The fashion world — as it is written about anyway — seems overly prone to sequestration and categorisation. Oftentimes, the various camps into which we’re all divided — prep, workwear, streetwear, tailoring, high fashion, etc. — don’t spend much time talking to one another. Ostensibly, there is little cross-pollination between watch guys and clothing guys. Hypebeasts and heritage geeks don’t usually mix. And, perhaps the biggest gulf of all, menswear and womenswear seldom cross paths.
Or so it can seem anyway. In reality, these taxonomies are rarely quite so rigidly drawn. In my experience, even the most by-the-book Ivy guys or Americana adherents on Instagram will often follow a range of clothing accounts entirely unlike their own. By the same token, I keep finding more and more friends and acquaintances with an interest in clothing branching out into watches and vice versa. And, certainly in my own life, there is a whole range of women I regularly look to for style advice. I’ve written about a few of them on this site. People like Fran Lebowitz, Frida Kahlo, and Virginia Woolf. There are many others I haven’t yet covered: the likes of Katherine Hepburn, Patti Smith, and Renata Molho, for example.
And then there’s Joan Didion. My love of Didion’s work and wardrobe arrived at just about the same time. I first picked up a copy of Slouching Towards Bethlehem as a postgraduate student in search of distraction from the dull coursework I really should have been reading at the time. Not long afterward to this same end, I happened to be reading the news online instead of working on my thesis when I discovered, courtesy of a glossy photo taken by Juergen Teller, that the very author who I was reading at the expense of all others had been picked, at the age of 80, as the face of the French luxury brand Celine. It was a perfect collision of interests — fashion and fiction — and Didion has been an unfailing source of distraction and elevation for me in both fields ever since.
For me and the rest of the world, that is. Didion’s literary career has always been bound up with an interest in clothing — her own and other people’s. Having completed a bachelor’s degree in English in the mid-1950s, she won a guest editorship at Mademoiselle after submitting a competition-winning short story. One year later, an early essay won the Prix de Paris which secured her a spot at Vogue where she would spend the next ten years honing her writing style, initially producing low-level promotional copy. While it may not have been particularly glamorous work, it proved a sound editorial education. ‘In an eight-line caption everything had to work, every word, every comma,’ she explained in a Paris Review interview from 1978. ‘It would end up being a Vogue caption, but on its own terms it had to work perfectly.’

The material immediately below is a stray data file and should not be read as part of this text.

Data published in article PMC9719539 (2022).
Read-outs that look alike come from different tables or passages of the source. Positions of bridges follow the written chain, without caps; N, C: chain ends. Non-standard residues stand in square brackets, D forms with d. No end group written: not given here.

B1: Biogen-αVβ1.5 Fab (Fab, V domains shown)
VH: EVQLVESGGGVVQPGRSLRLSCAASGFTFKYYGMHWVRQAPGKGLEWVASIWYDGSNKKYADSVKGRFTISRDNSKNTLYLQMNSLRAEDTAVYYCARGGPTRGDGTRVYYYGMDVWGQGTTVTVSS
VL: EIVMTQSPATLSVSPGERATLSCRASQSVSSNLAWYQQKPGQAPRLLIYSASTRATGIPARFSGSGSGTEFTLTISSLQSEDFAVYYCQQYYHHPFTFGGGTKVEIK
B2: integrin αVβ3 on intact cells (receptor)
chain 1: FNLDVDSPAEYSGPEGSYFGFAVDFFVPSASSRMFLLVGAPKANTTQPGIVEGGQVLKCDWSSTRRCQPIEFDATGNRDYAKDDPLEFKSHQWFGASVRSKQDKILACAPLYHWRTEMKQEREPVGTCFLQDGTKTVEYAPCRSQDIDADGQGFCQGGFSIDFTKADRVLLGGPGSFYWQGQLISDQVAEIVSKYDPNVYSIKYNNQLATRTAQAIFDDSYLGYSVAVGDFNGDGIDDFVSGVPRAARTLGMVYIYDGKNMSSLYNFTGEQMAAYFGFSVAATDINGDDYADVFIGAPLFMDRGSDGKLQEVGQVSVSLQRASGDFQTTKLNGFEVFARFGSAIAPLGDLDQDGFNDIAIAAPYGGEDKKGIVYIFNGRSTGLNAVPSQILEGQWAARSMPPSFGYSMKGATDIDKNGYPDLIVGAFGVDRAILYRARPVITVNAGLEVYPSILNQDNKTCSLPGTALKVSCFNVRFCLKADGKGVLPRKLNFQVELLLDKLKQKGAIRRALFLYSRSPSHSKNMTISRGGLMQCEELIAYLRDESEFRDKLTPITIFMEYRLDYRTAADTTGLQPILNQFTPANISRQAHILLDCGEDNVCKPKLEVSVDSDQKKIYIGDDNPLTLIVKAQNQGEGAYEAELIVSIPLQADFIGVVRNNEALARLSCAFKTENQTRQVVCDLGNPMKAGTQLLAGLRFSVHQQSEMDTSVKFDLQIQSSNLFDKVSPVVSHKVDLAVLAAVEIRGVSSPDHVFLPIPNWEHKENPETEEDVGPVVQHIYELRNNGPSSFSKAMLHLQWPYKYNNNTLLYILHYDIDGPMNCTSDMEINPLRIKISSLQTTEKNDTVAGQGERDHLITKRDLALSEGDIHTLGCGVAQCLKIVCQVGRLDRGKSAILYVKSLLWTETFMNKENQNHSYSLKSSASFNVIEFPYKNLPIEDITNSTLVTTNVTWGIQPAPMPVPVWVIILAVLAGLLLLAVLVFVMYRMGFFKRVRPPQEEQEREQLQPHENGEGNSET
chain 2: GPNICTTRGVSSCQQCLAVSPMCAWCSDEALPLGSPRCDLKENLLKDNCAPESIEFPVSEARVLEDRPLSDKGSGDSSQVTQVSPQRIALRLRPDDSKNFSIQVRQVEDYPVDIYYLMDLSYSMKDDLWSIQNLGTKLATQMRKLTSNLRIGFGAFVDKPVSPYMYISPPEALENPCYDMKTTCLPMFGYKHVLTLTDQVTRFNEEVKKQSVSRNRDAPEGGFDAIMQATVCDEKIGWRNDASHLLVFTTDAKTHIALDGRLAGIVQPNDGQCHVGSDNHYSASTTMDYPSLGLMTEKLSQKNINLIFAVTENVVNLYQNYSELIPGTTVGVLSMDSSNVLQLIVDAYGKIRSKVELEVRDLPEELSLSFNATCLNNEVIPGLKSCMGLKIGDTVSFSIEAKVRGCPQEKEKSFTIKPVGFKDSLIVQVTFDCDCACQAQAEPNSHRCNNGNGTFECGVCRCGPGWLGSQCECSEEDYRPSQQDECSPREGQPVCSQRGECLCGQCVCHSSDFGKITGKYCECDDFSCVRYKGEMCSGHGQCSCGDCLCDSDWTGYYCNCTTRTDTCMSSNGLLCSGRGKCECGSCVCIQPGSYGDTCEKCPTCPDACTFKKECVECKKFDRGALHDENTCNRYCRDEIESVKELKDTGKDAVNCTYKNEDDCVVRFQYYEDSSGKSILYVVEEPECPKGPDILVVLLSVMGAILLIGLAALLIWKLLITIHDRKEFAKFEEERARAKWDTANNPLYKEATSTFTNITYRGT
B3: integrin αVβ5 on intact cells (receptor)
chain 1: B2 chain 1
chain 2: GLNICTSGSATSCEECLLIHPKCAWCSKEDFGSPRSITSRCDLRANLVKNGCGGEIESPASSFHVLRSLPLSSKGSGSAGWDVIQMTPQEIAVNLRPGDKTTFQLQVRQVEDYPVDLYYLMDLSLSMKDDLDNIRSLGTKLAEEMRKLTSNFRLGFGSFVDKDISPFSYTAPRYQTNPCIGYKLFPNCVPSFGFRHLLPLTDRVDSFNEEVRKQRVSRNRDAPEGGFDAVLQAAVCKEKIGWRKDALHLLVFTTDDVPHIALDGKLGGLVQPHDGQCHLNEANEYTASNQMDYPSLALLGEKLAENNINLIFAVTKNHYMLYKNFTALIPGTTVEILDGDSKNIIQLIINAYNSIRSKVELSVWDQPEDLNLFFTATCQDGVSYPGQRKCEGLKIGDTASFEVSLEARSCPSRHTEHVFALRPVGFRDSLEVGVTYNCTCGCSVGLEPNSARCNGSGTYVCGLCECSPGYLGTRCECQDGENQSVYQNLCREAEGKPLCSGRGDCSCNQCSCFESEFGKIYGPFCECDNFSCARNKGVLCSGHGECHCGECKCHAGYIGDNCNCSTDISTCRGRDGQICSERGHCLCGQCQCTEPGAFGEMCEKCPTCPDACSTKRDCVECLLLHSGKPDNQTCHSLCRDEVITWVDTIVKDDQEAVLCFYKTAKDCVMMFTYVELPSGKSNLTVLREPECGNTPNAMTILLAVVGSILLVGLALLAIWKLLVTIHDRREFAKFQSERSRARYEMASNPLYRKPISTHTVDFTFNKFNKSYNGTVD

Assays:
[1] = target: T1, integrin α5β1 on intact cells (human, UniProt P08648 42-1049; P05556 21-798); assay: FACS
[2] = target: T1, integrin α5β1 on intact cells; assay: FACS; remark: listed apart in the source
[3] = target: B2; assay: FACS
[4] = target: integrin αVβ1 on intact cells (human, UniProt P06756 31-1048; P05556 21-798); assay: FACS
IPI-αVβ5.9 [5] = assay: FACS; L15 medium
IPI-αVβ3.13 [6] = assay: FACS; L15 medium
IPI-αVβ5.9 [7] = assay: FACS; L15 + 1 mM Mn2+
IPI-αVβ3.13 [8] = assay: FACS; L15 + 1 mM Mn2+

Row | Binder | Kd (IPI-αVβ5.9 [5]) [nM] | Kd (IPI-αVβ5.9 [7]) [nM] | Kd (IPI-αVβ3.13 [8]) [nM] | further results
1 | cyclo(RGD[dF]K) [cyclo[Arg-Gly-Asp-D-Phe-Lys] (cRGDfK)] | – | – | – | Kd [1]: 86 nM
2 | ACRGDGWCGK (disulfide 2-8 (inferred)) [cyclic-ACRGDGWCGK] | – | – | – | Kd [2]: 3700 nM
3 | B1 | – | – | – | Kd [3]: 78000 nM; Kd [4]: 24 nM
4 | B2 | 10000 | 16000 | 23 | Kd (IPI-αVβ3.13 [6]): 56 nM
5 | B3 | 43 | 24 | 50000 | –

Didion would go on to reach the heights of literary royalty, by creating (as the New York Times put it) ‘a tripartite career devoted to reporting, screenwriting, and fiction’ — three disparate forms at which she proved remarkably adept. Didion produced such generation-defining essay collections as the aforementioned Slouching Towards Bethlehem (1968) and The White Album (1979), the heart-rending memoirs The Year of Magical Thinking (2005) and Blue Nights (2012) about the deaths of her husband and daughter, no lesser screenplays than The Panic in Needle Park (1971) and A Star Is Born (1976) (written with her husband and fellow snappy dresser John Gregory Dunne), and such acclaimed novels as Play It As It Lays (1970) and A Book of Common Prayer (1977).
All the while her authorly output was establishing Didion as a literary celebrity, she remained a figure of fixation for the world of fashion. She has long been the subject of glamorous photo shoots, the most famous of which is perhaps a series of portraits taken by Julian Wasser, including an iconic image of her standing in front of her Corvette Stingray, wearing a long-sleeved dress and sandals with a cigarette dangling from her right hand. The image seems to capture Didion’s essence — or, at least, the parts of her we were all obsessed with: her febrile sensitivity, her effortless glamour, and that timeless and oft-imitated style of dress.
Indeed, the Didion dress staples have been thoroughly catalogued — not least by herself. She famously included the contents of a now-mythical packing list, which she kept taped inside a closet door in her Hollywood home, in an essay collected in The White Album. It includes such packing items as 2 skirts, 2 jerseys or leotards, 1 pullover sweater, 2 pairs of shoes, stockings, bra, nightgown, robe, slippers, cigarettes, and bourbon, in addition to a mohair throw and various writing accoutrements she lists under the heading ‘To carry’. The entire list runs to just a few lines and reads rather like the terse Hemingway prose she once practised typing out as a teenager.